International headliner Yolanda Adams closed off the first night with another dynamite performance, interspersed with life-changing personal testimonies. It was tantamount to ministry and song.
In fact, I was really feeling her. Her songs were as penetrating as her messages, which she sandwiched between renditions.
“The first thing I would tell an aspiring artist, is to have a true relationship with God, the One who gives you the ability to do what you do. If I depend on myself, I will lose the whole purpose of my ministry,” advised the multiple-award-winning acclaimed artist.
On the second and final night, local powerhouse Terrencia TC Coward opened the Queens Of Gospel Concert, demonstrating her usual high quality performance.
TC, who chose Love Will Save The Day as one of her songs, also spoke of a new journey she had started.
Explaining how she had ended up at a gospel concert, TC noted that she was now “walking in the light” by ministering songs for the good of others who needed uplifting.
The evergreen Sister Margrita Marshall, currently celebrating 56 years in the gospel music arena, and closing in on 76 years of age, continued the high standard that had been established the night before.
Her uptempo Caribbean rhythms, mixed with a groovy reggae piece of Jesus Is All I Have, proved why she is the darling of all in the local gospel music sphere.
But Sister Marshall, dressed in a bright red skirt suit, matching hat and white inside shirt, knows she can’t appear on any stage in Barbados and not sing Walk Holy. From the time she sang that song, the whole place “broke up”.
More “mashing up” was to come as she ended with a medley that included He Never Failed Me Yet, Marching On and My Mind’s Made Up.
Needless to say, the screems from patrons echoed throughout the Gymnasium and lingered for minutes after Sis Marshall departed the stage and the band continued playing and she continued singing –– out of view.
Four-time Grammy awardee Erica Campbell, half of the Mary Mary duet, kept thing on a high.
She stirred souls –– as evidenced from crowd reactions –– with mesmerizing versions of big song, after big song. Included were Help, from the 2014 Grammy Award Winning Gospel Album Of The Year, as well as It Is Well With My Soul and Looking Like.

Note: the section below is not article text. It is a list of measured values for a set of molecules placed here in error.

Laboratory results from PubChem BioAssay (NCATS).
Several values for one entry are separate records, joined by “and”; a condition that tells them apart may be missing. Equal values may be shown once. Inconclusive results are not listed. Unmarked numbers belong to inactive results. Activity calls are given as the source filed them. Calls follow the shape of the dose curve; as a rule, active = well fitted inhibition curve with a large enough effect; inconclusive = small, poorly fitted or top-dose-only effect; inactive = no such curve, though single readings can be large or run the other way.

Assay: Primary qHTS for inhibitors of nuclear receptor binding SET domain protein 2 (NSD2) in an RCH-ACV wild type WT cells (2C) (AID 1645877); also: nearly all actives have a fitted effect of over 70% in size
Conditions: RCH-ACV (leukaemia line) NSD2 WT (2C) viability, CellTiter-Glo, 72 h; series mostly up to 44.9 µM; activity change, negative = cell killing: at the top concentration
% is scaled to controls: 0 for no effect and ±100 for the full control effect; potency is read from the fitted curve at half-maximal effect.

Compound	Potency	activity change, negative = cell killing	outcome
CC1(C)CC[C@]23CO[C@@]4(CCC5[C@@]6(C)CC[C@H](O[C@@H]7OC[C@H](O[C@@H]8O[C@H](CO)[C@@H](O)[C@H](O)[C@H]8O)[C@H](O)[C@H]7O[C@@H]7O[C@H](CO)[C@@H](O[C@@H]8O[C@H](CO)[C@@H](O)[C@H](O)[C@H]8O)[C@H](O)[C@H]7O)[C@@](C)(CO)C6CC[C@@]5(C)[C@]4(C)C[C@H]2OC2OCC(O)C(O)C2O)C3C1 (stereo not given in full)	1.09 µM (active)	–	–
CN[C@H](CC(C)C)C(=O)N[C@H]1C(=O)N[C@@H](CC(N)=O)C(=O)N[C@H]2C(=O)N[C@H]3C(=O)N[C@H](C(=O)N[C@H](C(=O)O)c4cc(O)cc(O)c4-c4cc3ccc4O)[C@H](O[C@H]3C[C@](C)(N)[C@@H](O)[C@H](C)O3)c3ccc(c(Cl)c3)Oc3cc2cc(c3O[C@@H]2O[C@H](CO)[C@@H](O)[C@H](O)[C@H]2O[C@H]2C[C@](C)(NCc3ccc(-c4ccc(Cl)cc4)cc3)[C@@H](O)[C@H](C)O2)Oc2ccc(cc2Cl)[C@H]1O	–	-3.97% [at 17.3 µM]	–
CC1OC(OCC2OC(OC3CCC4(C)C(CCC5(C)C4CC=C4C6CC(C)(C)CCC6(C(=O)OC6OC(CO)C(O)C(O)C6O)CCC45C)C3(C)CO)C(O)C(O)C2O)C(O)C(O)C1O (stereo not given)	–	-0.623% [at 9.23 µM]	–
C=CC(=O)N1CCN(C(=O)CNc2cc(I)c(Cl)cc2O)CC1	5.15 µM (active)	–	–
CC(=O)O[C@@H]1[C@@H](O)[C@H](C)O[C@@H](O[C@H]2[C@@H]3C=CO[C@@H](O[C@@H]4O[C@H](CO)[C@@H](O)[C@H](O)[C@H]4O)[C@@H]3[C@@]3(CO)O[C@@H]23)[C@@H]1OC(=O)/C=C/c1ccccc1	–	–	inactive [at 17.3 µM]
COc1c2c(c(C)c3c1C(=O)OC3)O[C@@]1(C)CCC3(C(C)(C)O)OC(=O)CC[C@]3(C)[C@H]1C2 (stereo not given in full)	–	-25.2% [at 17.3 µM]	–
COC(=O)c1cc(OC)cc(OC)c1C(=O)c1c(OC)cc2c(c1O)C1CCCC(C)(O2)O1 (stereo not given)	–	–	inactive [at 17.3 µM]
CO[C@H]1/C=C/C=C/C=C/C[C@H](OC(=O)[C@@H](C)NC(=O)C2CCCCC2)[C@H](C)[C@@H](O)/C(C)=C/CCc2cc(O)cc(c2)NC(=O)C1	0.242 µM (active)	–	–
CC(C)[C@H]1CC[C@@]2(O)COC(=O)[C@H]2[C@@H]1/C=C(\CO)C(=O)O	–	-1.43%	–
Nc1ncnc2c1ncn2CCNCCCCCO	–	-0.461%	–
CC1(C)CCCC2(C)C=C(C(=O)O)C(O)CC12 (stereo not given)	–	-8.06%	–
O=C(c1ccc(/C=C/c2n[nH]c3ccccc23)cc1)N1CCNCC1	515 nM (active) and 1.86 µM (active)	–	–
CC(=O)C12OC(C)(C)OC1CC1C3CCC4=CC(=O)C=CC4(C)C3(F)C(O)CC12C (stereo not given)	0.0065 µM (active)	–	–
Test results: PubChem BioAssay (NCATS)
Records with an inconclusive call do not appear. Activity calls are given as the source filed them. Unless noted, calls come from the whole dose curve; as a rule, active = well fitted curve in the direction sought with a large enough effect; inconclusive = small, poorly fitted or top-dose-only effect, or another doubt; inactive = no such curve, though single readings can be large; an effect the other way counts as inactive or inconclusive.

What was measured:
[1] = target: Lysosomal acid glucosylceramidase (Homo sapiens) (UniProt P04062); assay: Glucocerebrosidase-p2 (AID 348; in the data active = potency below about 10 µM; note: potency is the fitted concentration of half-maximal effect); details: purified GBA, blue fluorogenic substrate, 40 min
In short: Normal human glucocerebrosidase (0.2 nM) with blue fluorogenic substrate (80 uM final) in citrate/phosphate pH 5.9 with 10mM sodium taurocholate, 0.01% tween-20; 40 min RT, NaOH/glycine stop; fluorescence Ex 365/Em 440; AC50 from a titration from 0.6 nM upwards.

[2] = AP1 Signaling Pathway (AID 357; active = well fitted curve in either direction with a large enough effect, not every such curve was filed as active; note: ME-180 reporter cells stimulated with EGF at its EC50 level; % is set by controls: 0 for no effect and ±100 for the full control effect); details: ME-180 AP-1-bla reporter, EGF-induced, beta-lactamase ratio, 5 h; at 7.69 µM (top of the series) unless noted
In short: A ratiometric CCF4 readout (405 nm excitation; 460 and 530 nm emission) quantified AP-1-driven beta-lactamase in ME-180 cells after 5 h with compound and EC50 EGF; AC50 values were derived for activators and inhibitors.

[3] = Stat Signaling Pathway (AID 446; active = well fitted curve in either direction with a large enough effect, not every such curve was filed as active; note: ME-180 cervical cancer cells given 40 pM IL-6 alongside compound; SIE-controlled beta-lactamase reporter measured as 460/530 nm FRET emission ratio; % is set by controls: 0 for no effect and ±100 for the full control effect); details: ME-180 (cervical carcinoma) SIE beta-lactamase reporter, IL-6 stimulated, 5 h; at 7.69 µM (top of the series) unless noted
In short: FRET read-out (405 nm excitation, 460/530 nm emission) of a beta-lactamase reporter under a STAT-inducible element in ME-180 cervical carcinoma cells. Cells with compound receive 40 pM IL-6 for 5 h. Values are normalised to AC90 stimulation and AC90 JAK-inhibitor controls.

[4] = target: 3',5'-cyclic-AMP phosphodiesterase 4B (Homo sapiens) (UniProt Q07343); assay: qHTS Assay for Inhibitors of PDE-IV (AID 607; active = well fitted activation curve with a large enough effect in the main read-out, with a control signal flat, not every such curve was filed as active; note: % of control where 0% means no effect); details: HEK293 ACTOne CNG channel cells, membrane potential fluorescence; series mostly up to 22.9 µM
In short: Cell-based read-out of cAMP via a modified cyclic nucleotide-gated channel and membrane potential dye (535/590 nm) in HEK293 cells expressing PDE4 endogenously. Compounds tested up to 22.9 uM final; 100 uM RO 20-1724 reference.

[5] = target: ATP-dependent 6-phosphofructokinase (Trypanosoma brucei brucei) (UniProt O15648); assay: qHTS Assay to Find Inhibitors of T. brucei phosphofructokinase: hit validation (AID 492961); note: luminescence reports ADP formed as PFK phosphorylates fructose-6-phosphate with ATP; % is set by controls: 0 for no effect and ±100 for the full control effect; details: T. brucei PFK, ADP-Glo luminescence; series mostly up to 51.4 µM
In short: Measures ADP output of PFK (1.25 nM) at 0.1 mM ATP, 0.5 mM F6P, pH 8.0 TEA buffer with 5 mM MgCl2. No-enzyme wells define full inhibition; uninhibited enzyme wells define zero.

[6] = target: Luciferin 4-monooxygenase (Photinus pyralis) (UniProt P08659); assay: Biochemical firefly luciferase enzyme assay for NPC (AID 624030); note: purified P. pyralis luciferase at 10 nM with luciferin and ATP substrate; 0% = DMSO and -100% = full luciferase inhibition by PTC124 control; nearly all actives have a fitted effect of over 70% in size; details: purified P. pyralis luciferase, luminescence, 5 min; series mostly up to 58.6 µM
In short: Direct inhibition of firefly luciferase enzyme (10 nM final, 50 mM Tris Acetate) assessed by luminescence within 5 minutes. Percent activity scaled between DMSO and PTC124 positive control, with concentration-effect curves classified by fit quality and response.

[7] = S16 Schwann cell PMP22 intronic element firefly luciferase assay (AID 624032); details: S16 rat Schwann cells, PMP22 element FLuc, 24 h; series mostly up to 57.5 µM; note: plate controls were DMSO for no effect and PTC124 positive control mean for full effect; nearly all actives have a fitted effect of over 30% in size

She is another favourite of mine.
Shirley Murdock, who was also headlining from the United States, impacted the concert with a spirited and inspiring musical offering. Up to this point, all of the artistes were being felt and were empowering.
But CeCe Winans, who brought the event to an end, appeared disconnected from the moment. The acclaimed multiple-award-winning iconic gospel singer/songwriter seemed to be going through the motions of performance.
In fact, several members of the audience were heard to have said –– independently of each other –– that they were either not feeling her or that something seemed to be wrong with her.
“She looked vex, like something was wrong with her,” a patron stated.
“She seemed to have an attitude,” another declared.
“I wasn’t feeling her,” pointed out a patron, who however added that they enjoyed everything else.
Her negative attitude seemed to have been extended to her playlist of songs. She thought it important to draw the audience’s attention to the fact that the list placed on the stage in front of her did not belong to her; that it was Shirley Murdock’s fast songs.
That list was immediately replaced by hers. But CeeCee complained that the words were now too small, even as she bent over to read the paper put in the same place on the stage.
After reading the list, she eventually continued her performance that included songs such as More And More, Mercy Said No and His Strength Is Perfect.
Apart from that diversion, the inaugural Queens Of Gospel Concert last Saturday and Sunday at the Wildey Gymnasium was a truly royal and empowering event of the highest class.